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News: Before It's Too Late

Preventing addiction is easier than breaking it

By Selena Reder · August 18th, 2004 · News
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Lerenda Sims (left) and Jasmine Black volunteer at the Urban Minority Alcoholism and Drug Abuse Outreach Program's
Sean Hughes/photopresse.com

Lerenda Sims (left) and Jasmine Black volunteer at the Urban Minority Alcoholism and Drug Abuse Outreach Program's "Summer Breeze" fund-raising event in Burnett Woods on Aug. 15



At one point in Sedara Burson's life, she found herself a young computer programmer working in corporate America. But that all changed when she left her job at Fifth Third Bank to pursue her true calling as a teacher. But still she was restless.

"I was very concerned about our future leaders and where they would be without a solid foundation," Burson says.

That's when she started working with the Urban Minority Alcoholism and Drug Abuse Outreach Program (UMADAOP).

"Thus a preventionist was born," she says.

Today she's executive director of UMADAOP of Cincinnati, a substance abuse prevention program. Staff members help promote abstinence and deter the onset of addiction. The agency addresses the cultural dynamics of a group during the education and recovery process.

In this instance, the target group is under-served citizens.

"Sometimes service providers simply aren't aware of the need or are unable to help due to funding restraints," Burson says.

UMADAOP reaches out to African-American and Hispanic-American members of the community by assisting youth, families and communities in developing healthy lifestyle choices.

UMADAOP was established in 1980 as a result of legislation introduced by former House Majority Leader William Mallory.

"From inception we were designed to fill a need and serve a segment of the population the community did not address effectively," Burson says. "We are unwilling and unable to deny anyone service."

Despite this commitment to never turn anyone away, there are people UMADAOP is unable to help due to a limited budget. Much of the agency's funding comes from the Ohio Department of Alcohol and Drug Addiction Services and the Hamilton County Alcohol and Drug Addiction Services Board.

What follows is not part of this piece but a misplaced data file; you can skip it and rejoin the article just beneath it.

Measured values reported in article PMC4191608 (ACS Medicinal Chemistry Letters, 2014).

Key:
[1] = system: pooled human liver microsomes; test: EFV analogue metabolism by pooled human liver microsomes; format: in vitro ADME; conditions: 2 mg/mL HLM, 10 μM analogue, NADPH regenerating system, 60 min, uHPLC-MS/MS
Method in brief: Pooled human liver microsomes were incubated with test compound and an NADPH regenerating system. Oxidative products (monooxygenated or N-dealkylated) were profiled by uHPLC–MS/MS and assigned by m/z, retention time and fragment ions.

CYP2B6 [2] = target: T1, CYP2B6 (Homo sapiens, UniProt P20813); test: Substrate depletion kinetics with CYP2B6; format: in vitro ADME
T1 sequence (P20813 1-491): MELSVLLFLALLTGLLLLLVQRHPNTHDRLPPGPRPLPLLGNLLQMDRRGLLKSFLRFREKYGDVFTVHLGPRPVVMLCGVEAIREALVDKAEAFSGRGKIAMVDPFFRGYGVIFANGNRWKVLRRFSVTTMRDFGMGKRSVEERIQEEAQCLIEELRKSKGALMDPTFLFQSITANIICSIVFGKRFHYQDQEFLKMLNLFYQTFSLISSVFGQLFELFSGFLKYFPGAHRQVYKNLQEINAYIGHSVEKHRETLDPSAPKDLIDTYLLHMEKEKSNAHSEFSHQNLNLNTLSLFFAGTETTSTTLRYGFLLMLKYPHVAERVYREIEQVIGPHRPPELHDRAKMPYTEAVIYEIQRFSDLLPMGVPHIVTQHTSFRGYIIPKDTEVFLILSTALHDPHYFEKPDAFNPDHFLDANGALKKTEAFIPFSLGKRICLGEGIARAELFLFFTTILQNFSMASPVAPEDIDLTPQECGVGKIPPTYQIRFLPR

Along with funding issues, the program faces other boundaries. UMADAOP is not a treatment facility; its focus is on prevention.

"If we cannot help someone, we will do our best to locate an agency that can assist them," Burson says.

The programs are led by staff members with a variety of personal and professional expertise. Social workers, teachers and counselors all work for UMADAOP. Anyone without one of these professional degrees is required to earn certification in counseling or prevention from the Ohio Credentialing Board.

One of the programs, Too Young To Be High, enhances self-awareness, self-esteem and resiliency in youth. Another one, Circle of Recovery Ohio, is a community-based re-entry program for paroled offenders, operating in the form of a support group.

Leedaman, who asked that his stage name be used, is a 32-year-old native of Roselawn. He joined Circle of Recovery Ohio in February with a desire to get back on his feet and do something good for his community.

Circle of Recovery Ohio participants are referred by the Ohio Adult Parole Authority, but attendance is voluntary.

"I went because I wanted to talk about what's for real," Leedaman says. "I wanted to help people."

The support he received gave him the power to start his own record label, Solitaire Rock Records.

"My music is conscious Rap and street language," he says.

Leedaman speaks directly to those who are struggling with the obstacles he's already overcome. He's thinking about traveling with UMADAOP to juvenile detention facilities to speak with prisoners.

UMADAOP's prevention programs --Too Young To Be High, Ladies First and Brother-to-Brother Group Mentoring -- teach the young participants to be more aware of the choices to use drugs. Participants should leave with increased "protective factors" for handling real life, Burson says. This includes an understanding of why substances are harmful to them.

"We have seen some of the most misunderstood and rowdy children come into our programs and leave with new skills and insight," Burson says.

From research done by the National Institutes of Health (NIH), UMADAOP has been able to assess the problems facing the young. Twenty-seven percent of youths perceive drug selling in their neighborhoods, according to NIH. African Americans and Hispanics more often perceive crime and drug dealing than Asians or Caucasians.

Burson says UMADAOP wants to offer a loving environment in which children and adults can grow and foster their creativity through positive examples.

"My experiences have taught me the true meaning of following your heart, understanding diversity and what it means to be a part of the community," she says.



For more information about UMADAOP, contact Sedara Burson at 513-541-7099.
 
 
 
 

 

 
 
 
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